Twenty-three dogs that were destined for dinner plates in South Korea got a second chance at life this week. Rescued from a dog meat farm outside Seoul late last year, 11 of the canines arrived at the Animal Welfare League of Alexandria in Virginia on Monday, a first step on their journey to adoption. The remaining 12 dogs are also scheduled to arrive this week.
The group Humane Society International arranged the rescue by working with a South Korean farmer to stop his participation in the dog meat trade. The man agreed to grow crops as a more humane way of making a living, according to the group.
“It’s estimated that 1.2 to 2 million dogs are consumed annually in Korea,” said Kelly O’Meara, director for Humane Society International’s companion animal-related international projects. The Humane Society says that it objects to the cruelty behind the dog meat trade, not the consumption of dog meat. Animals on dog meat farms typically live in overcrowded cages that are exposed to the elements and receive very little care or food, O’Meara said.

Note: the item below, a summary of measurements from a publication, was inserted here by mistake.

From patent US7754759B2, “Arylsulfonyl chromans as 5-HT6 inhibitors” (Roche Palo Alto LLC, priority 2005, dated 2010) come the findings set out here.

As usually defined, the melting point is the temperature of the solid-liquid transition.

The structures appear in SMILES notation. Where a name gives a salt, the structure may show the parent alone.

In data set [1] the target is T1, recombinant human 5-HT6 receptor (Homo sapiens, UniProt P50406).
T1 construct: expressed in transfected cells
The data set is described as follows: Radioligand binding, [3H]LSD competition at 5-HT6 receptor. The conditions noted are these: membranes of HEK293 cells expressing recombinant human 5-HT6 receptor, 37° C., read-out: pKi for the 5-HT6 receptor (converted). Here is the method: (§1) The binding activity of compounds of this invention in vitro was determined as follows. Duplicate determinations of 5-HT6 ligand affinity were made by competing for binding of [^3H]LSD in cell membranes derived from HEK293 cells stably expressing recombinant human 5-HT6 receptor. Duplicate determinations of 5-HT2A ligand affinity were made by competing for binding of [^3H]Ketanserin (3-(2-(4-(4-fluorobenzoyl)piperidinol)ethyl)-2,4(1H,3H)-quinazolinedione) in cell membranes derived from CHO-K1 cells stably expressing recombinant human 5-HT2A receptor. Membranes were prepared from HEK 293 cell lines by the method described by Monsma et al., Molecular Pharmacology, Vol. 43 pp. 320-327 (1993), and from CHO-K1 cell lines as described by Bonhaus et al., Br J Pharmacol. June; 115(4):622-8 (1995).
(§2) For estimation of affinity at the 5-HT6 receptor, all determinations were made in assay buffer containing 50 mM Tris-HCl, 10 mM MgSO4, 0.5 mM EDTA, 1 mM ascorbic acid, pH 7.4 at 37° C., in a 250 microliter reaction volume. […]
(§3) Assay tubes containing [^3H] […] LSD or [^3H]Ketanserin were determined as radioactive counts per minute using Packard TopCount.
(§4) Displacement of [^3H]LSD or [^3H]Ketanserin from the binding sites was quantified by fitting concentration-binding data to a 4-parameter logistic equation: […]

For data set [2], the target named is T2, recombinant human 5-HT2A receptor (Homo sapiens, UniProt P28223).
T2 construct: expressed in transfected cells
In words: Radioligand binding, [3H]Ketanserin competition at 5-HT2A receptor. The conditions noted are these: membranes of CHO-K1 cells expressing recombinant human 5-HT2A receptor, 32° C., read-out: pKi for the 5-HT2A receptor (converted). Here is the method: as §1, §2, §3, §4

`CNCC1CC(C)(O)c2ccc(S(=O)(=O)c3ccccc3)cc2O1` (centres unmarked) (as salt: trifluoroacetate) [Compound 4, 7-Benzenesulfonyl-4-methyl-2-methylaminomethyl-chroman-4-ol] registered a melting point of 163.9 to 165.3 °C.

The newly arrived dogs will spend about a week being monitored for signs of illness or distress and given necessary care, said Megan Webb, executive director of the Animal Welfare League of Alexandria.
“We will need to limit their stimulation and get them accustomed to being in this new environment,” she said.
Once staff members feel that the dogs are ready for adoption, five animal shelters in the region—in addition to the Animal Welfare League of Alexandria—will help place the animals in good homes.